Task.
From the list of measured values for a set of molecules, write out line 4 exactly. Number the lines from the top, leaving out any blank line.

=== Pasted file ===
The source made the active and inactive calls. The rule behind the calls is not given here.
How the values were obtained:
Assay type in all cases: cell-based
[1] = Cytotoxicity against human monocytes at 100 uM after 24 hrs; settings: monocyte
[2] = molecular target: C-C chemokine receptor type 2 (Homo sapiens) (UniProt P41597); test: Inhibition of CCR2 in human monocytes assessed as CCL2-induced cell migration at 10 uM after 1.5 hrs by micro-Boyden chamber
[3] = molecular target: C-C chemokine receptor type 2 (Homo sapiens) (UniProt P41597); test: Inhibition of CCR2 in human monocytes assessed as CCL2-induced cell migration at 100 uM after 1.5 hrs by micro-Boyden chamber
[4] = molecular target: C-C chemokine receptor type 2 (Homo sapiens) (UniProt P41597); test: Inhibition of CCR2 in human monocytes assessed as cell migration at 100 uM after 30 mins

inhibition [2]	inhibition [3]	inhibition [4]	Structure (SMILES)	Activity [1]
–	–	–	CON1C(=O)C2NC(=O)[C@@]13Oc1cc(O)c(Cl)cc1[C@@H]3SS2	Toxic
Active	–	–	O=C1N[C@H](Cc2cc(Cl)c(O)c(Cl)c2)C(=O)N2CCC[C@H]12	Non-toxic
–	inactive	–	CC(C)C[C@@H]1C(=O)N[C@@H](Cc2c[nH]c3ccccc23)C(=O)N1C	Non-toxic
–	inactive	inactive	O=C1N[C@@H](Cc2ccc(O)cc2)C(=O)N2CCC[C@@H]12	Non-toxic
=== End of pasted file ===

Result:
[1] = Cytotoxicity against human monocytes at 100 uM after 24 hrs; settings: monocyte